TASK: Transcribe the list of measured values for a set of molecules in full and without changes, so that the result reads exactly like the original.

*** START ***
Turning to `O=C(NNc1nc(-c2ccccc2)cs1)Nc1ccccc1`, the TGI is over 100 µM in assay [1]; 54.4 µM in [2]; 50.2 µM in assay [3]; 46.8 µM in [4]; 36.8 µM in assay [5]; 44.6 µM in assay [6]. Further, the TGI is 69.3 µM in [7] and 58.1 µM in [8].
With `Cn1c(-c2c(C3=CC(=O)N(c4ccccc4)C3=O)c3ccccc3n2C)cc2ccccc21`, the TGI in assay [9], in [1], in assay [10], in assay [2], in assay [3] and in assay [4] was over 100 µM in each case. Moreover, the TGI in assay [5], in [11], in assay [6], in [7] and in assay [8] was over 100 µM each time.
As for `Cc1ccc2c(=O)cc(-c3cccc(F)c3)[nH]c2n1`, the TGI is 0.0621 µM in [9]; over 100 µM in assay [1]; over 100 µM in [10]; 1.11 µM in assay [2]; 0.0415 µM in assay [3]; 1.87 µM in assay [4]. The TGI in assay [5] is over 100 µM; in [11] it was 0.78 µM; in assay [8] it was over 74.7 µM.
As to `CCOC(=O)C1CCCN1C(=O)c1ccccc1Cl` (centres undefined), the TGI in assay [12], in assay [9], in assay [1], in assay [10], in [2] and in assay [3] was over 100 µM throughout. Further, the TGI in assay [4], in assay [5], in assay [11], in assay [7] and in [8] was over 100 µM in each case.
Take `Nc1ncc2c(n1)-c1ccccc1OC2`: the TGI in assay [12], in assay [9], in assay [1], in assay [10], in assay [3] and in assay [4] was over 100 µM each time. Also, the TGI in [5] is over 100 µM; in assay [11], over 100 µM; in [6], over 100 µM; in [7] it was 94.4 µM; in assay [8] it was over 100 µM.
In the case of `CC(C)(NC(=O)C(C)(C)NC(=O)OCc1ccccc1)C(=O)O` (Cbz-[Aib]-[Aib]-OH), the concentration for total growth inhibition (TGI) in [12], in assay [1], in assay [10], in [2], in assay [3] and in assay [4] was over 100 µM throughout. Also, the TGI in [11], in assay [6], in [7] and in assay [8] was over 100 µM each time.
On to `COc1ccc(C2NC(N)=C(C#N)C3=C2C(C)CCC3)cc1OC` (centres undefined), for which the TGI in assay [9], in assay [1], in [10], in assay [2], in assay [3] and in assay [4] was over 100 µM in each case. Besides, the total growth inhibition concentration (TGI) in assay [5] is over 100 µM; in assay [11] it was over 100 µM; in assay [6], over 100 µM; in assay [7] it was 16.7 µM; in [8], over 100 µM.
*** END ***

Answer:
Turning to `O=C(NNc1nc(-c2ccccc2)cs1)Nc1ccccc1`, the TGI is over 100 µM in assay [1]; 54.4 µM in [2]; 50.2 µM in assay [3]; 46.8 µM in [4]; 36.8 µM in assay [5]; 44.6 µM in assay [6]. Further, the TGI is 69.3 µM in [7] and 58.1 µM in [8].
With `Cn1c(-c2c(C3=CC(=O)N(c4ccccc4)C3=O)c3ccccc3n2C)cc2ccccc21`, the TGI in assay [9], in [1], in assay [10], in assay [2], in assay [3] and in assay [4] was over 100 µM in each case. Moreover, the TGI in assay [5], in [11], in assay [6], in [7] and in assay [8] was over 100 µM each time.
As for `Cc1ccc2c(=O)cc(-c3cccc(F)c3)[nH]c2n1`, the TGI is 0.0621 µM in [9]; over 100 µM in assay [1]; over 100 µM in [10]; 1.11 µM in assay [2]; 0.0415 µM in assay [3]; 1.87 µM in assay [4]. The TGI in assay [5] is over 100 µM; in [11] it was 0.78 µM; in assay [8] it was over 74.7 µM.
As to `CCOC(=O)C1CCCN1C(=O)c1ccccc1Cl` (centres undefined), the TGI in assay [12], in assay [9], in assay [1], in assay [10], in [2] and in assay [3] was over 100 µM throughout. Further, the TGI in assay [4], in assay [5], in assay [11], in assay [7] and in [8] was over 100 µM in each case.
Take `Nc1ncc2c(n1)-c1ccccc1OC2`: the TGI in assay [12], in assay [9], in assay [1], in assay [10], in assay [3] and in assay [4] was over 100 µM each time. Also, the TGI in [5] is over 100 µM; in assay [11], over 100 µM; in [6], over 100 µM; in [7] it was 94.4 µM; in assay [8] it was over 100 µM.
In the case of `CC(C)(NC(=O)C(C)(C)NC(=O)OCc1ccccc1)C(=O)O` (Cbz-[Aib]-[Aib]-OH), the concentration for total growth inhibition (TGI) in [12], in assay [1], in assay [10], in [2], in assay [3] and in assay [4] was over 100 µM throughout. Also, the TGI in [11], in assay [6], in [7] and in assay [8] was over 100 µM each time.
On to `COc1ccc(C2NC(N)=C(C#N)C3=C2C(C)CCC3)cc1OC` (centres undefined), for which the TGI in assay [9], in assay [1], in [10], in assay [2], in assay [3] and in assay [4] was over 100 µM in each case. Besides, the total growth inhibition concentration (TGI) in assay [5] is over 100 µM; in assay [11] it was over 100 µM; in assay [6], over 100 µM; in assay [7] it was 16.7 µM; in [8], over 100 µM.